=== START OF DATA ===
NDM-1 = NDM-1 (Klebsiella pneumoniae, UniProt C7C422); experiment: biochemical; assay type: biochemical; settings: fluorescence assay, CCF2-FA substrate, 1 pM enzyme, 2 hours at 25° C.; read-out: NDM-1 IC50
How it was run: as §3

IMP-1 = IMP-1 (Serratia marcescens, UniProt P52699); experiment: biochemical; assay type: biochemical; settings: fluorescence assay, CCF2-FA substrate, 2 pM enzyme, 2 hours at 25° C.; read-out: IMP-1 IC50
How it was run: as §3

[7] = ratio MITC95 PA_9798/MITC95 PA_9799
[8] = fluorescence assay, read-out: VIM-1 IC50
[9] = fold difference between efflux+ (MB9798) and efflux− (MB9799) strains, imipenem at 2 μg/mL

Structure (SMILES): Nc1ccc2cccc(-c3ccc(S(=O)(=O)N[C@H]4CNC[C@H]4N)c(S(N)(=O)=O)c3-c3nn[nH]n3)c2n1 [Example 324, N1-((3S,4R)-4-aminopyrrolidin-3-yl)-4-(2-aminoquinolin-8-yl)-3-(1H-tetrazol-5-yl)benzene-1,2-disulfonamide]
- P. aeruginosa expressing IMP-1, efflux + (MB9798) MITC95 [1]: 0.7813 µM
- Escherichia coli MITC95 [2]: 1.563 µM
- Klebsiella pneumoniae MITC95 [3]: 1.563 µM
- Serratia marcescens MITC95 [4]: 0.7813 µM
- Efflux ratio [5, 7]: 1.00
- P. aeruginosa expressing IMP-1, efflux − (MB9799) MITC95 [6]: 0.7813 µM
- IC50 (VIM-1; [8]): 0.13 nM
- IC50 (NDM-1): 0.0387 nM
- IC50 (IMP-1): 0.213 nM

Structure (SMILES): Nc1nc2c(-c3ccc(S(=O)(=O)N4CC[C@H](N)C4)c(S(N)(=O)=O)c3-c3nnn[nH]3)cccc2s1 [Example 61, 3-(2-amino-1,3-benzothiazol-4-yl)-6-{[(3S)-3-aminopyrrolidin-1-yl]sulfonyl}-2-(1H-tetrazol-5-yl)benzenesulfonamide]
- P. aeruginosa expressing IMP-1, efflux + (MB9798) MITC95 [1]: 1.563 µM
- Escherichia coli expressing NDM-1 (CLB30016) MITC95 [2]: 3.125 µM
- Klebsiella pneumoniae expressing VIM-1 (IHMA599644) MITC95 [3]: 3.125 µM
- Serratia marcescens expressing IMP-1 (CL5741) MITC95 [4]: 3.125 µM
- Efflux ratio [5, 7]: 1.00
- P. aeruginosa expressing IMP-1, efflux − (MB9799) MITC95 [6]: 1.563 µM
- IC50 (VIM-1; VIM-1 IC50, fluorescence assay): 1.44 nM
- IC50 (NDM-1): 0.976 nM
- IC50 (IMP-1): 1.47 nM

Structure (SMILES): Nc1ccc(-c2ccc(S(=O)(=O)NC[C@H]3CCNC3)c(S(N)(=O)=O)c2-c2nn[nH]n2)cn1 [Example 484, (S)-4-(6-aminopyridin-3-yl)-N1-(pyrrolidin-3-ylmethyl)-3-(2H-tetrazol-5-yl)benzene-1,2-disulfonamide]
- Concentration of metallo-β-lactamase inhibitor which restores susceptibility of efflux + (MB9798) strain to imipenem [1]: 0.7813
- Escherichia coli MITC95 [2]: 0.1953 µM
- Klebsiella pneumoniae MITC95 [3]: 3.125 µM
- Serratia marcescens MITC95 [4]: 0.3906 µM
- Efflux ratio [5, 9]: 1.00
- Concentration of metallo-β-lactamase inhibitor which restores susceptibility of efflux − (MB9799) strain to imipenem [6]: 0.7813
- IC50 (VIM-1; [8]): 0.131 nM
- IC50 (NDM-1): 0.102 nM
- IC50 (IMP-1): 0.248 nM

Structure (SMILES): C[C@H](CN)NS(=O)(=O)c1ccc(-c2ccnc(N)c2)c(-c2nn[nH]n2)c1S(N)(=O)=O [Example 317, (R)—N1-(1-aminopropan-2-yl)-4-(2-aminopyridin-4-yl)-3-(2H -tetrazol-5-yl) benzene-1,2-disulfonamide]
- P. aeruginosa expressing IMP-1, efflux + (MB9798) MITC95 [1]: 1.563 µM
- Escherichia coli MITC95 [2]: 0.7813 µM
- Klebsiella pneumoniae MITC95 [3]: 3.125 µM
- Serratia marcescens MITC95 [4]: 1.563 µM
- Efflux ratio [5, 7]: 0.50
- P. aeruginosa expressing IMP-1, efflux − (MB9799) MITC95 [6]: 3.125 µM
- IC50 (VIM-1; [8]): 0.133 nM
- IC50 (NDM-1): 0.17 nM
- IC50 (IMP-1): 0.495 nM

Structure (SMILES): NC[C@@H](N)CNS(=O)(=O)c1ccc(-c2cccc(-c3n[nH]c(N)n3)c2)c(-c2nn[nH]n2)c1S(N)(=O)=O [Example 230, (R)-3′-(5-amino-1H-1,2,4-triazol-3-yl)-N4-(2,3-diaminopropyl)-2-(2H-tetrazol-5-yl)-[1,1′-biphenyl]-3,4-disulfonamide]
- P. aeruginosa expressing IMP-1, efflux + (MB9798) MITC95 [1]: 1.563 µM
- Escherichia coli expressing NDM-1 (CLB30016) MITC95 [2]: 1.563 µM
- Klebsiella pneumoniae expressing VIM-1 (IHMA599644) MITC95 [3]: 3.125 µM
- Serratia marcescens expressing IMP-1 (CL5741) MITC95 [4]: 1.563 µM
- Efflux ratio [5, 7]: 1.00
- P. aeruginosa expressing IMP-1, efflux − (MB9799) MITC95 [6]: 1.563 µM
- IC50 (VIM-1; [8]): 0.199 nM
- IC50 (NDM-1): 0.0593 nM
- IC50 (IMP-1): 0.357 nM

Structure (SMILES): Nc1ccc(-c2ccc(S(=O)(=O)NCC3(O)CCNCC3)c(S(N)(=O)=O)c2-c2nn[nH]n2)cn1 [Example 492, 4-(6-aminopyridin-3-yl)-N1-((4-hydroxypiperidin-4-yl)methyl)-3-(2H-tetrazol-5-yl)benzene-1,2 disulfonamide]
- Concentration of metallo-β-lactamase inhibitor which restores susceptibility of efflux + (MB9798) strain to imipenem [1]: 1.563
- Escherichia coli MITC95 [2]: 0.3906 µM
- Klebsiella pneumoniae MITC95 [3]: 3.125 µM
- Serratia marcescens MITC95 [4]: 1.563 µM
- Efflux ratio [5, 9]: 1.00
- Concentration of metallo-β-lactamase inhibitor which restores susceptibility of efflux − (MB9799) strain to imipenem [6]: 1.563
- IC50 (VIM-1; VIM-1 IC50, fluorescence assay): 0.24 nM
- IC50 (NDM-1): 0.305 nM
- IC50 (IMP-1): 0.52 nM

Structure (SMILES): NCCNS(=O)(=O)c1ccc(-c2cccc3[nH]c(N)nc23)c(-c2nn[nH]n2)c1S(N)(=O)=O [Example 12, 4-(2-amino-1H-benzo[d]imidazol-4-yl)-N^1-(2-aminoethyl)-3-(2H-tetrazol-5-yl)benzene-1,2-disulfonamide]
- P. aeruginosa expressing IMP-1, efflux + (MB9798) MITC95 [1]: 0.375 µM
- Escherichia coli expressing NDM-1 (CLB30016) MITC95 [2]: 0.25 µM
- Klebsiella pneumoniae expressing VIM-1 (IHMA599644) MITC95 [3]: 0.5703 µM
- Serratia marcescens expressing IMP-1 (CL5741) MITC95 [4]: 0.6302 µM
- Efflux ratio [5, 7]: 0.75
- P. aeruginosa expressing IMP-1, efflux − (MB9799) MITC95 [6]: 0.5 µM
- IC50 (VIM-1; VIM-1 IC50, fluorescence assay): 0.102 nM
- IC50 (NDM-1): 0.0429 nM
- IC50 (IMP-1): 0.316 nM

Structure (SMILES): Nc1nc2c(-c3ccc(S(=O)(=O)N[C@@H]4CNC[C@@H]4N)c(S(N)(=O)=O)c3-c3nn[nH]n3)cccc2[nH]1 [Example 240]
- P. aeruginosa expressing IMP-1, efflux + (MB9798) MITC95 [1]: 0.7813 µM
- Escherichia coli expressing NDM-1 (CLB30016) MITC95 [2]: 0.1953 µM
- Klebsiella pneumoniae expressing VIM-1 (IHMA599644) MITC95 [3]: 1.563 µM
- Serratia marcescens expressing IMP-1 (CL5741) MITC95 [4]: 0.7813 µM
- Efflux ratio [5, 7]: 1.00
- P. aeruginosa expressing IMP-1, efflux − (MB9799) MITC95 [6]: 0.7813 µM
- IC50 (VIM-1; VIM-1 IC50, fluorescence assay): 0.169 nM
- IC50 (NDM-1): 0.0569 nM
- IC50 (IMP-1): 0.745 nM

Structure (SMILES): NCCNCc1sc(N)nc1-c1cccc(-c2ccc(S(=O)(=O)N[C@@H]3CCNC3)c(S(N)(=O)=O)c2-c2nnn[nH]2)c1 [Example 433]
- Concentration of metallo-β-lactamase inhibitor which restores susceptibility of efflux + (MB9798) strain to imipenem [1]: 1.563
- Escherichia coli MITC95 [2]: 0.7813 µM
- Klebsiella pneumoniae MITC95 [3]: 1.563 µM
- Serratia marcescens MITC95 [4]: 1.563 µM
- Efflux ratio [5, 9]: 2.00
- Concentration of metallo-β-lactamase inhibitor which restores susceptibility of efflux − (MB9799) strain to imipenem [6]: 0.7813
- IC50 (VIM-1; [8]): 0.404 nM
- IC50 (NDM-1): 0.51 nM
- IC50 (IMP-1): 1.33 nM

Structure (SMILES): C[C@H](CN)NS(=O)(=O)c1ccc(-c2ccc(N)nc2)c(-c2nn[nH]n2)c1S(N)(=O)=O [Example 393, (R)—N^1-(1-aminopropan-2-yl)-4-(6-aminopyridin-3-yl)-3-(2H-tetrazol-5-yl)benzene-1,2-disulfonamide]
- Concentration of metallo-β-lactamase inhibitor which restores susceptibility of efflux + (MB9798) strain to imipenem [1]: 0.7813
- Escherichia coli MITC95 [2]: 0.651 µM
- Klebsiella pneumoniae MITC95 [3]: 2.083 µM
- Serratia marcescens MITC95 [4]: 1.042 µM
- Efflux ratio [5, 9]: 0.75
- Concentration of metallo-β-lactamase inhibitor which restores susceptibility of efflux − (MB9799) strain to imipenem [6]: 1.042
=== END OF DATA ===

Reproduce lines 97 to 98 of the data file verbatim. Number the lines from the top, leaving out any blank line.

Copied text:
- IC50 (IMP-1): 1.33 nM

Structure (SMILES): C[C@H](CN)NS(=O)(=O)c1ccc(-c2ccc(N)nc2)c(-c2nn[nH]n2)c1S(N)(=O)=O [Example 393, (R)—N^1-(1-aminopropan-2-yl)-4-(6-aminopyridin-3-yl)-3-(2H-tetrazol-5-yl)benzene-1,2-disulfonamide]